City takes over old Claflin School, may be used as resource center for homeless

mowen@ledger-enquirer.comJanuary 22, 2013 

After discussions concerning the historic nature of the site and potential environmental problems, Columbus Council voted Tuesday night to accept possession for no more than one year of the old Claflin School on Fifth Avenue.

The site, where the original Claflin School, the first public school for black children in Columbus once stood, may be considered as a potential "one-stop shop" multiple resource center for homeless people.

The current structure, which was built after the original building burned down in 1958, could present structural and environmental problems that concern Councilor Mike Baker.

"I just know on something that old, we need to be careful about environmentals and things like that, because you never know what you're going to run into," Baker said.

The Claflin property originally was deeded to the city of Columbus school system in 1880 to be used solely for educational purposes. The deed states that if it is no longer being used for educational purposes, it is to be deeded to the city government. The deed further states that if the city decides not to use it for education, ownership would transfer back to the federal government, which developed the first school under the auspices of the Freedmen's Bureau after the Civil War.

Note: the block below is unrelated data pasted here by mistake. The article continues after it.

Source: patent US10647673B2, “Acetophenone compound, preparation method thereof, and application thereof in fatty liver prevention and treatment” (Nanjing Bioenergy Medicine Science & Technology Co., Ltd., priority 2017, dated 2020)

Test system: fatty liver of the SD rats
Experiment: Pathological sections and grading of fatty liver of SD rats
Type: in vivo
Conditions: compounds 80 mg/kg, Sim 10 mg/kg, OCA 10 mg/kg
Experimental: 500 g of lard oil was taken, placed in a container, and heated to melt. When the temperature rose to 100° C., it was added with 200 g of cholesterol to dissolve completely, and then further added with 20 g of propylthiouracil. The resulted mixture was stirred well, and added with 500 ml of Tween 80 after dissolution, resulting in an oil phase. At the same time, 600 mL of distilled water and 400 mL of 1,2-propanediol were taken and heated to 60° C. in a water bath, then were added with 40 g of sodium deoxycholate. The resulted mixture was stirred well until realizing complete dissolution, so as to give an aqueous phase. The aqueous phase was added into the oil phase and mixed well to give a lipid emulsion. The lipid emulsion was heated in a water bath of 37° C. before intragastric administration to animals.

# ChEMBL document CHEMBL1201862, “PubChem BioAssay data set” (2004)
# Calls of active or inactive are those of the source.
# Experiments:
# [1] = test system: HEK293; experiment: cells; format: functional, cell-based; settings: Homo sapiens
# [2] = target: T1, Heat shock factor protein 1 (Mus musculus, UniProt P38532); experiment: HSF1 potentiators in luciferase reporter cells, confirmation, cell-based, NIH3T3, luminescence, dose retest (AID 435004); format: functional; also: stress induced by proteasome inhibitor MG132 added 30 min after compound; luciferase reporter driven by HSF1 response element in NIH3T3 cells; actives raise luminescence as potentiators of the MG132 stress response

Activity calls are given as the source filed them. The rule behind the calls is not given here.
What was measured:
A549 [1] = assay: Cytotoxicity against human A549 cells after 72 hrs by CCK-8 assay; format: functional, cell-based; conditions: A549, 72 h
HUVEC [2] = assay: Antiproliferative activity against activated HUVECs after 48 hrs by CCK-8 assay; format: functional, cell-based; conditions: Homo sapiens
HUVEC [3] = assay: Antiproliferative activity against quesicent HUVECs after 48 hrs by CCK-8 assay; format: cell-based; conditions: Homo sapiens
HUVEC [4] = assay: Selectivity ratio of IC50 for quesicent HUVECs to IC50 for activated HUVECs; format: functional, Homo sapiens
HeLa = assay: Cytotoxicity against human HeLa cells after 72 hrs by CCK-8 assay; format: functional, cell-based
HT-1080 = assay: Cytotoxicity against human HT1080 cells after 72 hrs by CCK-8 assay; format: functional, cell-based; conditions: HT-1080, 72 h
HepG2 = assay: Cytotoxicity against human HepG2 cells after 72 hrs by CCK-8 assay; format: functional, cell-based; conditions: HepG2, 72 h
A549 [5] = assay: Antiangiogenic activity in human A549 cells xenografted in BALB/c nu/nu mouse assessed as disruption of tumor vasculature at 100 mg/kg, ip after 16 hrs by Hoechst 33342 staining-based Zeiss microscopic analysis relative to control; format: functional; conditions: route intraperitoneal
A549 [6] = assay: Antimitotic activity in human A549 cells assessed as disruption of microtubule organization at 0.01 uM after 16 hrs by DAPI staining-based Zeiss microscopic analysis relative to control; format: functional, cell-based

Among the proposed ideas for the resource center would be to assist the homeless with getting a GED and to provide job training, which may or may not satisfy the educational requirement.

Christie Bevis, executive director of Home for Good, which implements the city's 10-year plan to end homelessness, welcomed the decision and said she looks forward to working with the city government and other resource providers on assessing the property.

"I think it will mean working with the city manager's office, particularly with community reinvestment, and bringing in homeless service providers and then additional stakeholders to figure out what can be done," she said.

Councilor Judy Thomas expressed support for the project, but said she hoped the historic aspect of the site be respected.

"Claflin School represents a big piece of our educational history in Columbus," Thomas said. "I'm hoping someone that will be willing to take on this project and develop a place where our homeless can go and get the services that they need so that we can meet our goal of making homelessness temporary, atypical and non-reoccurring."

Ledger-Enquirer is pleased to provide this opportunity to share information, experiences and observations about what's in the news. Some of the comments may be reprinted elsewhere in the site or in the newspaper. We encourage lively, open debate on the issues of the day, and ask that you refrain from profanity, hate speech, personal comments and remarks that are off point. Thank you for taking the time to offer your thoughts.

Commenting FAQs | Terms of Service